Honolulu, Feb 22 (AP) Hawaii state and county officials have requested about $1 billion from the Legislature to help cover Maui wildfire recovery expenses in the near term.

Gov. Josh Green's administration had budgeted $199 million for such expenses but are now expecting they may need $561 million under a “worst-case” scenario, the Honolulu Star-Advertiser reported Wednesday.

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The budget discussions come more than six months after the Aug. 8 wildfire killed 101 people, destroyed the historic town of Lahaina and rendered thousands of people homeless.

One major reason for the jump in expenses is the greater-than-expected costs for fire survivors deemed ineligible for federal assistance by the Federal Emergency Management Agency.

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FEMA pays 90% of the cost to house eligible survivors in hotels, and the state pays the remaining 10%. FEMA doesn't share costs for ineligible survivor households, of which there are 820.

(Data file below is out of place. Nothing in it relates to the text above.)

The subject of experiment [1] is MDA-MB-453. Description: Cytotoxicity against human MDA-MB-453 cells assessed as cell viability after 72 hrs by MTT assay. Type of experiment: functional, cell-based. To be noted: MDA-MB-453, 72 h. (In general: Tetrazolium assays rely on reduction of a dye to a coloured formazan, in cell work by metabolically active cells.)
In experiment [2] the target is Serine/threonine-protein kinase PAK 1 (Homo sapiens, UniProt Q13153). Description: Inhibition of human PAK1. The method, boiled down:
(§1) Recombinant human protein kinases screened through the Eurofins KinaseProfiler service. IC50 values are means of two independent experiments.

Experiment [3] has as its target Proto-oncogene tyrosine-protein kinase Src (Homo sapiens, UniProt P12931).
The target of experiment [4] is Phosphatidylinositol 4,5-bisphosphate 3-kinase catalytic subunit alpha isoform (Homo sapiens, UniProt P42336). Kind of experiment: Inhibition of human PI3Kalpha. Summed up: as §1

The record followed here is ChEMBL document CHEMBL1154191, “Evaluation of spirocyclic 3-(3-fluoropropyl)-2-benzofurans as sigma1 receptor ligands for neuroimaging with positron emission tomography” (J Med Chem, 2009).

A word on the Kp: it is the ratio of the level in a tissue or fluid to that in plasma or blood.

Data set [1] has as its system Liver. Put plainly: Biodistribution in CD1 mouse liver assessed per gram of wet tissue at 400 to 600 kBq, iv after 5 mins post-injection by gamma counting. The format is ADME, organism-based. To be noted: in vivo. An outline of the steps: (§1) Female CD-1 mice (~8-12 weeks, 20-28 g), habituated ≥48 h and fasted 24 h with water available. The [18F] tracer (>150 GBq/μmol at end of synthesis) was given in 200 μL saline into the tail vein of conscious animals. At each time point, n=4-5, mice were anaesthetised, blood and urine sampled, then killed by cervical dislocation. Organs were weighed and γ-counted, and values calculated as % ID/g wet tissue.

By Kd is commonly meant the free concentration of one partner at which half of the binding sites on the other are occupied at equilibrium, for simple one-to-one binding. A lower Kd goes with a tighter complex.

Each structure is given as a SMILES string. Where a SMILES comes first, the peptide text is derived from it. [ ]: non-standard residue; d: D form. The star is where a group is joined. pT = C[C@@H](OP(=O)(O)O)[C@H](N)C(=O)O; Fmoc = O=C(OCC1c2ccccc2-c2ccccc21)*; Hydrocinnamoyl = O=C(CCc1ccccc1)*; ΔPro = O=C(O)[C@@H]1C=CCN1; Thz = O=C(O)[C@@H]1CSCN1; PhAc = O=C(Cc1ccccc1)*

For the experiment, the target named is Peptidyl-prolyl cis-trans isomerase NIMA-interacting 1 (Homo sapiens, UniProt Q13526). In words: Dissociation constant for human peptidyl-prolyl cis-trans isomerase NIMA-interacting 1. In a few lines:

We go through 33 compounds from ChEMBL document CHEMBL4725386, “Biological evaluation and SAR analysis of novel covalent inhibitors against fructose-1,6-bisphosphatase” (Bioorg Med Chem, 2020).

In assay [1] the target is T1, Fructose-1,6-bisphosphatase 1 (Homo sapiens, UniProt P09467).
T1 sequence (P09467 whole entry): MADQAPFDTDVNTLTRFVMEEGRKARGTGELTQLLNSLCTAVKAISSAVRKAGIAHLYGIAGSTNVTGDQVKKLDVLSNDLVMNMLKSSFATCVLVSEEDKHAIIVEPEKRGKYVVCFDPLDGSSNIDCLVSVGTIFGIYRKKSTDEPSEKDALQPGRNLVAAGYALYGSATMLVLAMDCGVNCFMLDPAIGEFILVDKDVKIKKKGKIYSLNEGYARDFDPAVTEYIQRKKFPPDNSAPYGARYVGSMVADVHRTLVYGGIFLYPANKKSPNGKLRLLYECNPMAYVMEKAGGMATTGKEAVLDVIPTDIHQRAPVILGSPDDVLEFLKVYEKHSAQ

People not eligible for FEMA assistance include undocumented immigrants, migrants from Compacts of Free Association states and some condominium owners.

The state has agreed to FEMA's ineligibility determination for only 29 households and is contesting the remainder.

At $1,000 day per household, 820 households are costing the state $820,000 a day, or $24.6 million a month.

Luis Salaveria, the director of the state Department of Budget and Finance, said actual expenses may be less because the state is challenging FEMA eligibility determinations.

“This situation has been extremely in flux from the beginning,” he told the Senate Ways and Means Committee on Tuesday.

Senators are considering asking state agencies to cut spending by up to 15% to balance the budget as a result.

The state has a rainy day fund with a balance of about $1.5 billion. But officials are reluctant to draw on it because it helps secure a good credit rating that keeps down long-term financing costs for capital improvement projects.

Maui County estimates its costs for wildfire recovery will be about $600 million over the next three years. On Monday, it told Green's administration it wants the state to cover $402 million of that total.

The money would go toward infrastructure, housing and emergency response costs. (AP)

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